FIG. 6 is a timing diagram illustrating a master (DMA) transfer according to an embodiment of the present invention. The bus interface unit (BIU) 16 and the read controller 22 c (RB_MMU) are both inactive at the start of clock cycle 1. At the start of clock cycle 2, the DMA descriptor management block 24 asserts DMA_REQ to request transfer of data to or from a host memory, and outputs a DMA address value (ADDR1) along signal path DMA_ADDR. The BIU 16 deasserts a bus request signal (REQ#) on the host bus 12 and outputs an internal grant signal (DMA_GNT) to the descriptor management block 24 during clock cycle 2 and in response to the DMA request signal (DMA_REQ). The DMA descriptor management block 24 also outputs a DMA count value (DMA_XFR_CNT) to the BIU 16 and the read controller 22 c (RB_MMU) indicating the number of PCI data transfers to be completed during the transaction. As shown in FIG. 6, the DMA address (ADDR1) and the number of data transfers (DMA_XFR_CNT) are valid as long as the DMA_REQ remains asserted. The DMA descriptor management block 24 also outputs active low byte enable signals (DMA_BE_L), representing a value (BEL1) of valid bytes for the first data block, to the BIU 16 and read controller 22 c (RB_MMU) during clock cycle 1. The SRAM 18 a outputs the first block (D1) of data as a 32-bit double word (DWORD) to the first holding register 114 via the signal path RB_SRAM_DATA during clock cycle 1 in response to the corresponding address (RB_ADDR) output by the address register 106 and the read signal (RB_RD_L) output by the read control line register 108.

Assertion of DMA_REQ and DMA_GNT cause the BIU 16 to assert an advance signal (AD_ADV) during clock cycle 3, indicating that the BIU 16 is ready to transfer data. The advance signal (AD_ADV) drives the advance signal generator 112 used to produce the bus-side signal RB_ADV. As shown in FIG. 5, the bus-side advance signal (RB_ADV) controls the address register 106, the read control line register 108, the first holding register 114, and the second holding register 116. During clock cycle 3, the PCI arbiter (e.g. the host CPU) deasserts GNT# in response to REQ#, thus granting ownership of the host bus 12 to the network interface 10 at the next cycle.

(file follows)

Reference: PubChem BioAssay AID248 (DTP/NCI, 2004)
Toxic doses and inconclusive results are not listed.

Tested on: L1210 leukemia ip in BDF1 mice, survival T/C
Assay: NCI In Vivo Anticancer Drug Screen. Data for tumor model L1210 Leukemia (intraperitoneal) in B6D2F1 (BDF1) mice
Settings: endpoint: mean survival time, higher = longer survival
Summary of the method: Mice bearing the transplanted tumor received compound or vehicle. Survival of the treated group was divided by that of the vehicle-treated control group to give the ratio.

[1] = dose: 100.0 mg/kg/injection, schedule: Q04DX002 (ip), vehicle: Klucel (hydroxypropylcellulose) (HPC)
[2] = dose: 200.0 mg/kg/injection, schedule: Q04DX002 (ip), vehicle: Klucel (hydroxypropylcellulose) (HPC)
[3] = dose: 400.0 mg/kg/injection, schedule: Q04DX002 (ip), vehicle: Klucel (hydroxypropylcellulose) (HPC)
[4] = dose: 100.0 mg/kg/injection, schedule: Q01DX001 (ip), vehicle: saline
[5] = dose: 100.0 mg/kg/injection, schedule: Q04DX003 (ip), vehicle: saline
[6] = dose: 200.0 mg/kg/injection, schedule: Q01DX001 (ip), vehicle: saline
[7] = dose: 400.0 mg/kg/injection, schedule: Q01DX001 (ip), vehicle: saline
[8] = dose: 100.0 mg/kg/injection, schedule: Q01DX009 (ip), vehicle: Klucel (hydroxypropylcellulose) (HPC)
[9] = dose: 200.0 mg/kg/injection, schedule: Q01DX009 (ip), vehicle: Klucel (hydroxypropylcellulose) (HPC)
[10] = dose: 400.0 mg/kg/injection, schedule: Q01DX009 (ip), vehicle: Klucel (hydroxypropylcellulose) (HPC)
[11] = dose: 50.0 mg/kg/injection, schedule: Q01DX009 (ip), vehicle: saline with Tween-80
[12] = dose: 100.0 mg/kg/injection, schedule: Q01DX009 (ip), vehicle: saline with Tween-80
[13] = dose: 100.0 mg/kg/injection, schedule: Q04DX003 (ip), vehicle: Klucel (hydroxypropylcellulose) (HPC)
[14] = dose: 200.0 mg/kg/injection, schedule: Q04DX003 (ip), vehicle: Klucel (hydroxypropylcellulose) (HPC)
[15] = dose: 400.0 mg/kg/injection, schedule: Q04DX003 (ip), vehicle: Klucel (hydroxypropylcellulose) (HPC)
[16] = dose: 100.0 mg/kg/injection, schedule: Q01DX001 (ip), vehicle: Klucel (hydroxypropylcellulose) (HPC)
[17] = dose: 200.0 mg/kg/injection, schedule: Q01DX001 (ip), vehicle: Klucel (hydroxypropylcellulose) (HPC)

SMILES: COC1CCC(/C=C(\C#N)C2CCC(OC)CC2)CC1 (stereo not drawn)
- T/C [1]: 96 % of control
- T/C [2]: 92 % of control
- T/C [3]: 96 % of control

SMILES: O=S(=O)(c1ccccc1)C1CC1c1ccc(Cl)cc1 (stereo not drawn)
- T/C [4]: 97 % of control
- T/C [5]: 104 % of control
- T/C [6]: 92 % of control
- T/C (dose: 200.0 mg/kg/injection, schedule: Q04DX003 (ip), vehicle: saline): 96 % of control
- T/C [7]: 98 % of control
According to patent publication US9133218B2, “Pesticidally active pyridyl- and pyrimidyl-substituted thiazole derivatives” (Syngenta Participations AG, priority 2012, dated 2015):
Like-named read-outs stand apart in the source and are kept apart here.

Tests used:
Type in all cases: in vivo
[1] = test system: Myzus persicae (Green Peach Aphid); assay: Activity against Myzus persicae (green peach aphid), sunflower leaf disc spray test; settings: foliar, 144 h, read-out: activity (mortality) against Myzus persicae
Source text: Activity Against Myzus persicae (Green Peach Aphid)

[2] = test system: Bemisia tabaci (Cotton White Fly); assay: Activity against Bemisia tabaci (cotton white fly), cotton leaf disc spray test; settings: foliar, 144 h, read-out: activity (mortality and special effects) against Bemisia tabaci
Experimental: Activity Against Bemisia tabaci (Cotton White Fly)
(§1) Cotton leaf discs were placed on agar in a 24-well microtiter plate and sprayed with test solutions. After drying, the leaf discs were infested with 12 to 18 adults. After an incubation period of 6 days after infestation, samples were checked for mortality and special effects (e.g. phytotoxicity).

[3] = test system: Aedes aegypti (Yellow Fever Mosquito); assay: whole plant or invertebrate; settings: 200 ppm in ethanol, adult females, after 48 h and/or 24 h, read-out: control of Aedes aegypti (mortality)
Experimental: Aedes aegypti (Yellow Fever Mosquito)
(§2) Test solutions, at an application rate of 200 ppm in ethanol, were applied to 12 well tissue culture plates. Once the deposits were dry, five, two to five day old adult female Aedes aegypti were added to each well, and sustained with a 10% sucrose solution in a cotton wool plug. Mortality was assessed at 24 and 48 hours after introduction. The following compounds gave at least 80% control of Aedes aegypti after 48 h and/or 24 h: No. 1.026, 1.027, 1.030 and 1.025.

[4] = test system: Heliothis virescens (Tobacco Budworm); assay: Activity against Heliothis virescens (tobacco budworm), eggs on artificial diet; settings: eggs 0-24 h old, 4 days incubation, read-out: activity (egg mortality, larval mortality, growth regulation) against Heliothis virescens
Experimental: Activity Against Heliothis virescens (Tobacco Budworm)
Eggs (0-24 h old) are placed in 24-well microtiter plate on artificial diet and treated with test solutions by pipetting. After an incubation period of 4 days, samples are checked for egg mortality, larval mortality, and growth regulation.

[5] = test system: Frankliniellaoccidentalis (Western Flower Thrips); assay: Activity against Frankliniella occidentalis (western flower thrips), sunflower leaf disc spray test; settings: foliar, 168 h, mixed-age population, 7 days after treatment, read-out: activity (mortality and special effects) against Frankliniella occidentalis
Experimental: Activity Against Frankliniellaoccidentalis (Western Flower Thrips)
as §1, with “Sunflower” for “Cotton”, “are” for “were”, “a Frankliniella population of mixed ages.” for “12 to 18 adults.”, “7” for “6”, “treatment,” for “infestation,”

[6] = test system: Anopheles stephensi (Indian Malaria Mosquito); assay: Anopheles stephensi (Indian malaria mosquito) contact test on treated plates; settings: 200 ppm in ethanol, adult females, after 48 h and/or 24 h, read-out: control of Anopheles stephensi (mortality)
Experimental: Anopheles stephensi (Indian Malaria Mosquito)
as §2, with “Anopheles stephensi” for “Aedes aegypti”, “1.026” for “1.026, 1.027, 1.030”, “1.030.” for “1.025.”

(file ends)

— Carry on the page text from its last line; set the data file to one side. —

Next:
At the start of clock cycle 4, the network interface 10 asserts FRAME# on the host bus 12. The first data block, D1, is also output to the first holding register 114 from the SRAM along the RB_SRAM_DATA path at the start of clock cycle 4. Deassertion of REQ# and GNT# causes the BIU 16 to keep AD_ADV asserted during clock cycle 4. Assertion of AD_ADV causes the count (ADV_CNT) to be decremented each clock cycle. In response to AD_ADV at clock cycle 4, a byte enable value (BEL2) for the second data block D2 is output to DMA_BE_L, and the value of read line pointer (RB_ADDR) in the address register 106 is incremented to the value A2. The first data block D1 is simultaneously transferred from the first holding register 114 to the second holding register 116 and to multiplexer 120 along the signal path RB_DATA, while the second data block, D2, is loaded into the first holding register 114 along the signal path RB_SRAM_DATA during clock cycle 4.

The BIU 16 asserts GNT# during clock cycle 5, and the byte enable signal (BEL3) for the third data block D3 is output to DMA_BE_L. The third data block D3 is also output from the SRAM 18 a via the RB_SRAM_DATA path to the first holding register 114, and the second data block D2 is output from the first holding register 114 to the second holding register 116 via signal path RB_DATA. The first data block, D1, is transferred to the third holding register 118 as a host bus (e.g., PCI) data block D′1 where it will be output to host bus 12 along the AD signal path.